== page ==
By Kevin Howell
I’ve been thinking about the death of race car drive Dan Wheldon recently. It was such a horrific scene on that Las Vegas racetrack Sunday, and so sad that someone so young and so talented lost his life. Wheldon was a two-time Indy 500 winner, one of the most famous and prestigious events in all of auto racing. He won the race earlier this year.
Obviously in the aftermath of this tragedy, there is a lot of talk about the safety of the sport, and the conditions of the track that day. And with any loss of life, thoughts go to the family of the victim. In this case, a wife and two young children are left behind. But as I was thinking Sunday about Wheldon’s death, I was a little conflicted within. The fact that a guy died at 33 is quite tragic. But was it tragic how he died? I mean, I thought that no one should die that way. Yes, it’s a dangerous sport, and drivers know the inherent risks involved with it. I can’t fault the activity for Wheldon’s death. And honestly, though his life was indeed cut short, just maybe it wasn’t tragic how he died. Maybe Dan Wheldon died doing what he loved. Maybe he died doing his passion. Is that tragic?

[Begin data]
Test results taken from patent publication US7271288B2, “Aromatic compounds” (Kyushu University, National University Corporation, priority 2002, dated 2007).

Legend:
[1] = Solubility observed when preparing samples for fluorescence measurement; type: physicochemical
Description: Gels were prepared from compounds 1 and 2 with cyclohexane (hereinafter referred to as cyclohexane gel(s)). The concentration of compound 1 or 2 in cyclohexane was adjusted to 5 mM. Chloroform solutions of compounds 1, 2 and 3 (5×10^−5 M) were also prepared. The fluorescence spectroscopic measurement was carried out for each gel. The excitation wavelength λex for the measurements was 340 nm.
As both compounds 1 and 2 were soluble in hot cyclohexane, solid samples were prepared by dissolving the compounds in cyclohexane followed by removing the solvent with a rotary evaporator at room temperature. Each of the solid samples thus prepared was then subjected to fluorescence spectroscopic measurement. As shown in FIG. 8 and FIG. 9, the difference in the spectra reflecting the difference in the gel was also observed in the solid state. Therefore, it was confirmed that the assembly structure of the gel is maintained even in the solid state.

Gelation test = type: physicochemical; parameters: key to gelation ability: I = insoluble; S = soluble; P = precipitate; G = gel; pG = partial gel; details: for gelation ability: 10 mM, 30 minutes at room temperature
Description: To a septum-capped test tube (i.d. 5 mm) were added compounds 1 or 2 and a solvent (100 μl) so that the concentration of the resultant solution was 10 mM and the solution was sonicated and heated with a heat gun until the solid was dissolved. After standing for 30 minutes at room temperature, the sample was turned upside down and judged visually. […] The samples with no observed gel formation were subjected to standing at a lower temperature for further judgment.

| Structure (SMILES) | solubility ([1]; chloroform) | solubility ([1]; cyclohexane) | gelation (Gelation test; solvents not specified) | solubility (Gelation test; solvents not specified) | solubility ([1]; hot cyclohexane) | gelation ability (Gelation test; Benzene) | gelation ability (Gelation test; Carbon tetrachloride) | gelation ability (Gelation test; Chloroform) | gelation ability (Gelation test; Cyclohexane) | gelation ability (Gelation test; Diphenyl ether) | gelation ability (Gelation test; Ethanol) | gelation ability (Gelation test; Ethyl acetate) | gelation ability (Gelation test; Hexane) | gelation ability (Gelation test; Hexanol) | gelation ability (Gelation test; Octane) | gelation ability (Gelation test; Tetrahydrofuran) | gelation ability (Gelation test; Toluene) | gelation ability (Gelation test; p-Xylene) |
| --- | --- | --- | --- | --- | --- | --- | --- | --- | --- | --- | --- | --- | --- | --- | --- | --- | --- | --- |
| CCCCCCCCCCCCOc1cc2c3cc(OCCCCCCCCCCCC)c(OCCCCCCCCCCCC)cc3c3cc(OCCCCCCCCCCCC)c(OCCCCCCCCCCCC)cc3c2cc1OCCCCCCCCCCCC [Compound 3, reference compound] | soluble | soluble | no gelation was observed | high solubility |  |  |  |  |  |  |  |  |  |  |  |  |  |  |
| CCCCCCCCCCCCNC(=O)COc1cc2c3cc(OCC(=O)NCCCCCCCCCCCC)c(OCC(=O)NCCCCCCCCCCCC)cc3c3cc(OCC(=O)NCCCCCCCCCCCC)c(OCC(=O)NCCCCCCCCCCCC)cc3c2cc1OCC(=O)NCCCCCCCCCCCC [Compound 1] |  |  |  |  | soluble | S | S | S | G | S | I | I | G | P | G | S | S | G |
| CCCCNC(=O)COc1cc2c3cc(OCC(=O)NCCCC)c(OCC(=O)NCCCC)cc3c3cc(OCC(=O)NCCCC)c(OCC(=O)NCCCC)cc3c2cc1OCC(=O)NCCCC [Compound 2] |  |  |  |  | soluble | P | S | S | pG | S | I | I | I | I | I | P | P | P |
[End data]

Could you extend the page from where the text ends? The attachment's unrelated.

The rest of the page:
My thoughts were somewhat confirmed the day after the crash when Wheldon’s father, Clive, said: “Daniel was born to be a racer and left us doing what he loved to do.”
Whenever someone dies, we are faced with those soul-searching questions of life. It makes us think of our own mortality, and puts things in perspective. As the late Steve Jobs once said: “Almost everything — all external expectations, all pride, all fear of embarrassment or failure – these things just fall away in the face of death, leaving only what is truly important. Remembering that you are going to die is the best way I know to avoid the trap of thinking you have something to lose. You are already naked. There is no reason not to follow your heart.”
If there’s one lesson we can learn from Dan Wheldon’s death, it’s that the greatest tragedy wasn’t the fatal accident on the track Sunday. It’s that thousands of people watched the news of the accident, thinking they just witnessed a tragedy, but the truth is many of them are living a tragedy every day. The tragedy of not doing what they love, following their hearts, and living a meaningful, passionate life. Dan Wheldon died doing what he loved. It should be a reminder to us to live, doing what we love.
“Whatever you can do, or dream you can, begin it. Boldness has genius, magic, and power in it. Begin it now.” – W.H. Murray